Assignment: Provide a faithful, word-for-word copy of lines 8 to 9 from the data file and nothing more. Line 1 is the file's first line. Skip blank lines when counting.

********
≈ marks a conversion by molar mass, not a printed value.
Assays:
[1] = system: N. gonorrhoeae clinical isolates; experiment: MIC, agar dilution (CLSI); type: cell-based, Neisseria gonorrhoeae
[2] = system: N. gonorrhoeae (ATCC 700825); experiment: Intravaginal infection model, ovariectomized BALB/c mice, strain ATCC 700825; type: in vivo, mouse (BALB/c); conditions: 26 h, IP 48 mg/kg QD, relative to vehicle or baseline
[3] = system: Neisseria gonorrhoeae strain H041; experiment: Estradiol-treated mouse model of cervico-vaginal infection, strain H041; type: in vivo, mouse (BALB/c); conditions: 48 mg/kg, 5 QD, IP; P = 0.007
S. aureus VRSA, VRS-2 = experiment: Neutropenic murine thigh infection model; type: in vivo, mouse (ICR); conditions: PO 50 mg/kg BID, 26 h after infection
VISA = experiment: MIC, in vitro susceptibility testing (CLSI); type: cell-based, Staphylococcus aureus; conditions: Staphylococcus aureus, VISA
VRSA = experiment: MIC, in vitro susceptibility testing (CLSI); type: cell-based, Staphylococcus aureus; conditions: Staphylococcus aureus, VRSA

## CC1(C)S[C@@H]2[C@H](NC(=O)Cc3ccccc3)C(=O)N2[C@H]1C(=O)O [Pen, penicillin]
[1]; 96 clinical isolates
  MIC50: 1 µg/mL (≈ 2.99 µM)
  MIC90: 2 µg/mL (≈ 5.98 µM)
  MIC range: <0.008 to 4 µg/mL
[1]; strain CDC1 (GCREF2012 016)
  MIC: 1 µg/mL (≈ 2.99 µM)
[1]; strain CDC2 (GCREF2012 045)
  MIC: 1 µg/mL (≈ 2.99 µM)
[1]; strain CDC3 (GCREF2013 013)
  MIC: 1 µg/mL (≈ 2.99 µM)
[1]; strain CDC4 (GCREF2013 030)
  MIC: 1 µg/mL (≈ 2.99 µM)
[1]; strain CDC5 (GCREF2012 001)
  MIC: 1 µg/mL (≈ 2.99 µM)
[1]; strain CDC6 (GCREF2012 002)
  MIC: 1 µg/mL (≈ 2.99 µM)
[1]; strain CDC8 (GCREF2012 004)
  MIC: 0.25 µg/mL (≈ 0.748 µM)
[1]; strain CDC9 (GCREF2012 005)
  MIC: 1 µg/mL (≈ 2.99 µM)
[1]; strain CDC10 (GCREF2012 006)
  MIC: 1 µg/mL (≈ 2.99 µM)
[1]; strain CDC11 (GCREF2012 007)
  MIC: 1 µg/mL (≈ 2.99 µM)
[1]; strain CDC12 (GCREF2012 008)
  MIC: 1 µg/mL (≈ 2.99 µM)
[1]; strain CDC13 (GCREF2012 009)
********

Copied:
VRSA = experiment: MIC, in vitro susceptibility testing (CLSI); type: cell-based, Staphylococcus aureus; conditions: Staphylococcus aureus, VRSA

## CC1(C)S[C@@H]2[C@H](NC(=O)Cc3ccccc3)C(=O)N2[C@H]1C(=O)O [Pen, penicillin]